Was marching on 15 February 2003 a waste of time?

Was marching on 15 February 2003 a waste of time?
by Ian Sinclair
20 December 2014

Was it a waste of time marching on 15 February 2003? Did the march have no effect on British politics? Many people believe so. This account from Maajid Nawaz of speaking to a bomb-maker in an Egyptian prison suggests the march had one very important, far-reaching influence:

‘So when I was in prison in Egypt as a political prisoner there… one of the things I did was have a conversation with a convicted, professional bomb-maker… He was from Dagestan. He came to Egypt to train Egyptians to cross the border into the Gaza Strip to train Palestinians to kill Israelis. He was caught, thankfully, and he was put in prison. The conversation I had with him was after the mass protest movement in Britain against the [2003] Iraq War. I said to him the following, I said “Look, the majority of these people protesting – first of all the largest protest against the Iraq War wasn’t in Pakistan, it wasn’t in Saudi Arabia, it wasn’t in Turkey, it was in Britain, this country you want to blow up. Second fact, most of the protesters were non-Muslims. So what does that tell you about the people you define as your enemy? In fact, Turkey is a member of NATO that is part of this alliance, so surely you should be trying to blow-up Turkish Muslims instead of the Brits who are opposed to the Iraq War.” First of all I got a look from him that kind of told me he wanted to kill me. That conversation lasted over a couple of weeks and one day I was in my cell and he came knocking on the door and he said “Maajid you know I’ve been thinking”. This is a guy who knows how to make bombs and kill people. He says “You know I’ve been thinking” because we had a lengthy conversation about it. He said “You are right”. After seeing the photographs I showed him from the newspapers of the mass protests against the Iraq War, he said “You are right, these people aren’t my enemy”. He was still a terrorist, he was still an Islamist, he was still an extremist, but he no longer believed in targeting Britain.’ – Maajid Nawaz, former member of Hizb ut-Tahrir and co-founder and Executive Director of Quilliam, Overtime with Bill Maher, October 25, 2013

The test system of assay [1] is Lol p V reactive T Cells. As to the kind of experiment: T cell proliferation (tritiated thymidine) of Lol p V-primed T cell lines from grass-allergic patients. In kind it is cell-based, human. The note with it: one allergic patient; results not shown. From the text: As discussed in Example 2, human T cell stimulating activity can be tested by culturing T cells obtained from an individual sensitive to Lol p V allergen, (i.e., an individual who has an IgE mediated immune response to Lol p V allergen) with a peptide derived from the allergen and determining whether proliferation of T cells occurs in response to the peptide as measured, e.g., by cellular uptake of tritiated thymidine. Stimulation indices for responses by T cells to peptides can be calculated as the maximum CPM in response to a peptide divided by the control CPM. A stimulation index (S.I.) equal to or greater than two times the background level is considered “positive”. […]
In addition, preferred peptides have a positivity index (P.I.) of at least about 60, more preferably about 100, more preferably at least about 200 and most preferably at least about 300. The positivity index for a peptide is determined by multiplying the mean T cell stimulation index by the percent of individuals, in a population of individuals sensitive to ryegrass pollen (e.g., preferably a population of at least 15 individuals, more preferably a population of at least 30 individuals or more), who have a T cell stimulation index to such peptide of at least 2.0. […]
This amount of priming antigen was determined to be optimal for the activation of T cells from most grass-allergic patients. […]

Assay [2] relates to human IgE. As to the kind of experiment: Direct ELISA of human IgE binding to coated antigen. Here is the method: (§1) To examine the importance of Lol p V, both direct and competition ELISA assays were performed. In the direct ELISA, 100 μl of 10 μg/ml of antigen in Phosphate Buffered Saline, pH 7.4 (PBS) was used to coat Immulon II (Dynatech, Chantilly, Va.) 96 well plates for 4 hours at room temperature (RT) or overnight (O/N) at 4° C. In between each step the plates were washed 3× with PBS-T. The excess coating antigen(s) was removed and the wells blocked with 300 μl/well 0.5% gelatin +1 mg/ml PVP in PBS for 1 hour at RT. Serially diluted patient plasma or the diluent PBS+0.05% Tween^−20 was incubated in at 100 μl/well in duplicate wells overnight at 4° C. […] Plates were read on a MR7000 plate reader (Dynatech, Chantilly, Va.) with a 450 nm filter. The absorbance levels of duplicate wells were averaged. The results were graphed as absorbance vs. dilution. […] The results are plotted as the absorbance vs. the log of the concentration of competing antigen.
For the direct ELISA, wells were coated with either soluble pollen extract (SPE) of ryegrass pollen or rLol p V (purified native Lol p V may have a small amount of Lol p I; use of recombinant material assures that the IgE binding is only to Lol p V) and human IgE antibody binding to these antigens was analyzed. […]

This account concurs with an interview Moazzam Begg gave in 2008 about being a prisoner in Guantanamo Bay:

‘The Stop the War movement has become a buffer between people who may want to carry out acts of violence on innocent Westerners, and the government itself that does carry out acts of violence against people in the Middle East. I had a conversation with the only self-described member of Al Qaida I’ve met, in Guantanamo. He said that people in the West are not innocent because they vote in their leaders and therefore must share part of the blame. I explained that most people vote on domestic issues like the health service and roads. I said that you’ll probably find a great number of them don’t support the war, but when you strike you don’t discriminate. Then he started thinking about it a little bit. The Stop the War movement is a buffer which helps prevent terrorism in a way that the government would never conceive; when they see people demonstrating against the war it helps to pacify some of the radical elements who would otherwise have said, “They’re all the same – go and bomb the whole lot of them.”’

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8 thoughts on “Was marching on 15 February 2003 a waste of time?

  1. mickstep

    Support “Stop the War” they might be an ineffectual limited hangout, but on the plus side they might be able to convince a few terrorists to target turks instead of Brits….. inspiring.

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  2. ianjs2014 Post author

    Hi Mickstep

    Thanks for your comment.

    I think you are being a little unfair. I’m not sure what you mean when you refer to a “limited hang out”. But I think it’s important to remember that Stop the War organised the biggest demonstration in British history – an impressive feat in itself, and something that, I would argue, has had a number of important effects on British history since.